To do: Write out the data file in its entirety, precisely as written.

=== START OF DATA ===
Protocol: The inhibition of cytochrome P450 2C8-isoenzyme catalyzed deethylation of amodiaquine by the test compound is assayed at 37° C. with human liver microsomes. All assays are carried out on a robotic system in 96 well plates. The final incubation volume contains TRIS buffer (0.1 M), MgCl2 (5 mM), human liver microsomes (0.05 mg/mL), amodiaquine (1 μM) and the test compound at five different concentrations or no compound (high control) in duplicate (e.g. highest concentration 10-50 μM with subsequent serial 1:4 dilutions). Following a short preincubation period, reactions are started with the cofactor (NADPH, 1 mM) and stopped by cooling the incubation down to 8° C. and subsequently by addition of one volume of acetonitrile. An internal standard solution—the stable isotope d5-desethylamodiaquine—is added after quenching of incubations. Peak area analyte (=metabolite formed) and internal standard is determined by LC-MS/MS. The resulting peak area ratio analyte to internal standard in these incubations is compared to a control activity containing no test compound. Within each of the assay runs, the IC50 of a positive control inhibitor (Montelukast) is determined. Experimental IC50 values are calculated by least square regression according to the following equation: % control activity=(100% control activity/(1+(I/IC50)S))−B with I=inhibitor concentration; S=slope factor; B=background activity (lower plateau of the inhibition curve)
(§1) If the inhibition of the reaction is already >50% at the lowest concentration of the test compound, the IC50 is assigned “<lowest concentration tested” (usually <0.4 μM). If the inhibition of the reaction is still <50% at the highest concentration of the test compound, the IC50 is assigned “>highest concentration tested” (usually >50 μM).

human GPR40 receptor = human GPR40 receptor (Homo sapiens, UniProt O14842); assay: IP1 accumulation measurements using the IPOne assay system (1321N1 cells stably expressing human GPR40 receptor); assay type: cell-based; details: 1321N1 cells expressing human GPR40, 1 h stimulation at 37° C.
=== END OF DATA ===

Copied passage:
Protocol: The inhibition of cytochrome P450 2C8-isoenzyme catalyzed deethylation of amodiaquine by the test compound is assayed at 37° C. with human liver microsomes. All assays are carried out on a robotic system in 96 well plates. The final incubation volume contains TRIS buffer (0.1 M), MgCl2 (5 mM), human liver microsomes (0.05 mg/mL), amodiaquine (1 μM) and the test compound at five different concentrations or no compound (high control) in duplicate (e.g. highest concentration 10-50 μM with subsequent serial 1:4 dilutions). Following a short preincubation period, reactions are started with the cofactor (NADPH, 1 mM) and stopped by cooling the incubation down to 8° C. and subsequently by addition of one volume of acetonitrile. An internal standard solution—the stable isotope d5-desethylamodiaquine—is added after quenching of incubations. Peak area analyte (=metabolite formed) and internal standard is determined by LC-MS/MS. The resulting peak area ratio analyte to internal standard in these incubations is compared to a control activity containing no test compound. Within each of the assay runs, the IC50 of a positive control inhibitor (Montelukast) is determined. Experimental IC50 values are calculated by least square regression according to the following equation: % control activity=(100% control activity/(1+(I/IC50)S))−B with I=inhibitor concentration; S=slope factor; B=background activity (lower plateau of the inhibition curve)
(§1) If the inhibition of the reaction is already >50% at the lowest concentration of the test compound, the IC50 is assigned “<lowest concentration tested” (usually <0.4 μM). If the inhibition of the reaction is still <50% at the highest concentration of the test compound, the IC50 is assigned “>highest concentration tested” (usually >50 μM).

human GPR40 receptor = human GPR40 receptor (Homo sapiens, UniProt O14842); assay: IP1 accumulation measurements using the IPOne assay system (1321N1 cells stably expressing human GPR40 receptor); assay type: cell-based; details: 1321N1 cells expressing human GPR40, 1 h stimulation at 37° C.